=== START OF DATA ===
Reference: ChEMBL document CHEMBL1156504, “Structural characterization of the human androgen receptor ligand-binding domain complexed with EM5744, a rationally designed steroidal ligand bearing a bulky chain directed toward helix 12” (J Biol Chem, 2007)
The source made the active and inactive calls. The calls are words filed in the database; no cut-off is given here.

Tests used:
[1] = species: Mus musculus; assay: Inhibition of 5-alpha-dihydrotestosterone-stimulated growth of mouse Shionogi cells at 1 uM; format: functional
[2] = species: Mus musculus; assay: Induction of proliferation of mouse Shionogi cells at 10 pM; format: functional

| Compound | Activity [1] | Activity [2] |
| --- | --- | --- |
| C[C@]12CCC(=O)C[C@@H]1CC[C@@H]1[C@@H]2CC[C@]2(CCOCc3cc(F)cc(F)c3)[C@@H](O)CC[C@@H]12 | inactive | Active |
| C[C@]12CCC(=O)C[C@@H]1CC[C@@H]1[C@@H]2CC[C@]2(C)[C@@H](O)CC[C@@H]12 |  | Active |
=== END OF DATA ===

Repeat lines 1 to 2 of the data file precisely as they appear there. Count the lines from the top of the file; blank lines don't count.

Reference: ChEMBL document CHEMBL1156504, “Structural characterization of the human androgen receptor ligand-binding domain complexed with EM5744, a rationally designed steroidal ligand bearing a bulky chain directed toward helix 12” (J Biol Chem, 2007)
The source made the active and inactive calls. The calls are words filed in the database; no cut-off is given here.